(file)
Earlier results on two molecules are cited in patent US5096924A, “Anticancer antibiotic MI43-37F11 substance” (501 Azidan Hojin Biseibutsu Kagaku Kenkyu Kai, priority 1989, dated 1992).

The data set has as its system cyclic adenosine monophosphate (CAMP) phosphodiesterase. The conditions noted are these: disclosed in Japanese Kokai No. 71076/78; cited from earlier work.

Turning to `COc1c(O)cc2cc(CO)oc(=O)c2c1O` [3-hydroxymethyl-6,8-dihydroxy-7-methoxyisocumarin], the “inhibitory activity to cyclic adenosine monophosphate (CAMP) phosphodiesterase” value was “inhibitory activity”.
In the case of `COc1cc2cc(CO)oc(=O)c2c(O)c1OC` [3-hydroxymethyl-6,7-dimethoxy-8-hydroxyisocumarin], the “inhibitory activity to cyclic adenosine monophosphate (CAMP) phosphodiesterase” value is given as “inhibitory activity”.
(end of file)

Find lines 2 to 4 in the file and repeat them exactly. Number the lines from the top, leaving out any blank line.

The data set has as its system cyclic adenosine monophosphate (CAMP) phosphodiesterase. The conditions noted are these: disclosed in Japanese Kokai No. 71076/78; cited from earlier work.

Turning to `COc1c(O)cc2cc(CO)oc(=O)c2c1O` [3-hydroxymethyl-6,8-dihydroxy-7-methoxyisocumarin], the “inhibitory activity to cyclic adenosine monophosphate (CAMP) phosphodiesterase” value was “inhibitory activity”.
In the case of `COc1cc2cc(CO)oc(=O)c2c(O)c1OC` [3-hydroxymethyl-6,7-dimethoxy-8-hydroxyisocumarin], the “inhibitory activity to cyclic adenosine monophosphate (CAMP) phosphodiesterase” value is given as “inhibitory activity”.